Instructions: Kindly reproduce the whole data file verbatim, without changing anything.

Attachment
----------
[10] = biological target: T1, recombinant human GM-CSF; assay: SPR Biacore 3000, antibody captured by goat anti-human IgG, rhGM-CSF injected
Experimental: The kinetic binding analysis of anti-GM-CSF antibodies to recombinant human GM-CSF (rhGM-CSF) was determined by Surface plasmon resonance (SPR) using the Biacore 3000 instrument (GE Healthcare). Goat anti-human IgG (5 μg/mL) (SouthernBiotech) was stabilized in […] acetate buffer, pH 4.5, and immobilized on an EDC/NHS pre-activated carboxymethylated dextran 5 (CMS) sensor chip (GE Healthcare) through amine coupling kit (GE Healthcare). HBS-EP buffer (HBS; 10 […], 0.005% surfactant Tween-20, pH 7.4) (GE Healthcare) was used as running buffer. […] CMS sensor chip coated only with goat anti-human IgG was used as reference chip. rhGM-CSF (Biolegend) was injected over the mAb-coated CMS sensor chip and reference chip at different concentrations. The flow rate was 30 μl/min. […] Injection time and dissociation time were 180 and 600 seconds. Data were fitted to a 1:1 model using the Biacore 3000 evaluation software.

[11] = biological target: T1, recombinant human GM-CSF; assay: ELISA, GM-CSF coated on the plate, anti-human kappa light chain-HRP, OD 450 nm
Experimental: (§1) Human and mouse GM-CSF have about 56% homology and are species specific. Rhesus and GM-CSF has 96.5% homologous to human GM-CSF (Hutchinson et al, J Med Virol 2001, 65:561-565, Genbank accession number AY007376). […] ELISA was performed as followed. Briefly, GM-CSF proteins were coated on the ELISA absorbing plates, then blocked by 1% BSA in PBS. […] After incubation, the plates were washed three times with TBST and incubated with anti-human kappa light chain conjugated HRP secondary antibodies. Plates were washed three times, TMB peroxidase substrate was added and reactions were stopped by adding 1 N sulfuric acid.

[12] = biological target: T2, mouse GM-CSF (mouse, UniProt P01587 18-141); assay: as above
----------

[10] = biological target: T1, recombinant human GM-CSF; assay: SPR Biacore 3000, antibody captured by goat anti-human IgG, rhGM-CSF injected
Experimental: The kinetic binding analysis of anti-GM-CSF antibodies to recombinant human GM-CSF (rhGM-CSF) was determined by Surface plasmon resonance (SPR) using the Biacore 3000 instrument (GE Healthcare). Goat anti-human IgG (5 μg/mL) (SouthernBiotech) was stabilized in […] acetate buffer, pH 4.5, and immobilized on an EDC/NHS pre-activated carboxymethylated dextran 5 (CMS) sensor chip (GE Healthcare) through amine coupling kit (GE Healthcare). HBS-EP buffer (HBS; 10 […], 0.005% surfactant Tween-20, pH 7.4) (GE Healthcare) was used as running buffer. […] CMS sensor chip coated only with goat anti-human IgG was used as reference chip. rhGM-CSF (Biolegend) was injected over the mAb-coated CMS sensor chip and reference chip at different concentrations. The flow rate was 30 μl/min. […] Injection time and dissociation time were 180 and 600 seconds. Data were fitted to a 1:1 model using the Biacore 3000 evaluation software.

[11] = biological target: T1, recombinant human GM-CSF; assay: ELISA, GM-CSF coated on the plate, anti-human kappa light chain-HRP, OD 450 nm
Experimental: (§1) Human and mouse GM-CSF have about 56% homology and are species specific. Rhesus and GM-CSF has 96.5% homologous to human GM-CSF (Hutchinson et al, J Med Virol 2001, 65:561-565, Genbank accession number AY007376). […] ELISA was performed as followed. Briefly, GM-CSF proteins were coated on the ELISA absorbing plates, then blocked by 1% BSA in PBS. […] After incubation, the plates were washed three times with TBST and incubated with anti-human kappa light chain conjugated HRP secondary antibodies. Plates were washed three times, TMB peroxidase substrate was added and reactions were stopped by adding 1 N sulfuric acid.

[12] = biological target: T2, mouse GM-CSF (mouse, UniProt P01587 18-141); assay: as above